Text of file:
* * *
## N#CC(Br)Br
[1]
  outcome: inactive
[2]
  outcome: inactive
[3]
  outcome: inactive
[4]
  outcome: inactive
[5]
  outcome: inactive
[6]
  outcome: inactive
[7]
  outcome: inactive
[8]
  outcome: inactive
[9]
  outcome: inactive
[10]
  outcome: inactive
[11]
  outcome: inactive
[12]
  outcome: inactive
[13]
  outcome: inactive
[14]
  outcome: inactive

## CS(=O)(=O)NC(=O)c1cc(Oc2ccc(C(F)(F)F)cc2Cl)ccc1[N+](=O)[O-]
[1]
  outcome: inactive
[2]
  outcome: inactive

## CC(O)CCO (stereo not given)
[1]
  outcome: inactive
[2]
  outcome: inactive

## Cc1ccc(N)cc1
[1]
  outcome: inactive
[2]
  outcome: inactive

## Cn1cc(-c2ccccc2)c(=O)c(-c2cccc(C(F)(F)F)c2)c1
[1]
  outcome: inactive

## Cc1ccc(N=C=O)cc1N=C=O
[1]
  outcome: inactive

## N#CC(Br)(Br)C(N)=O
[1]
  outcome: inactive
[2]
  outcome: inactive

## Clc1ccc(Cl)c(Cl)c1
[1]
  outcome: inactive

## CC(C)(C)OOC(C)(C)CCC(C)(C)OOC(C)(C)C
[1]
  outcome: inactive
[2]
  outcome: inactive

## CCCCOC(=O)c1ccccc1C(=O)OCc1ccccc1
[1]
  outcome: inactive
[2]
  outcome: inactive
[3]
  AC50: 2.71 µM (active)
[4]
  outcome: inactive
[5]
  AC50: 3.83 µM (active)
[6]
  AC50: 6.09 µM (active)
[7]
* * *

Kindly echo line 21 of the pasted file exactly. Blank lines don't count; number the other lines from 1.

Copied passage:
  outcome: inactive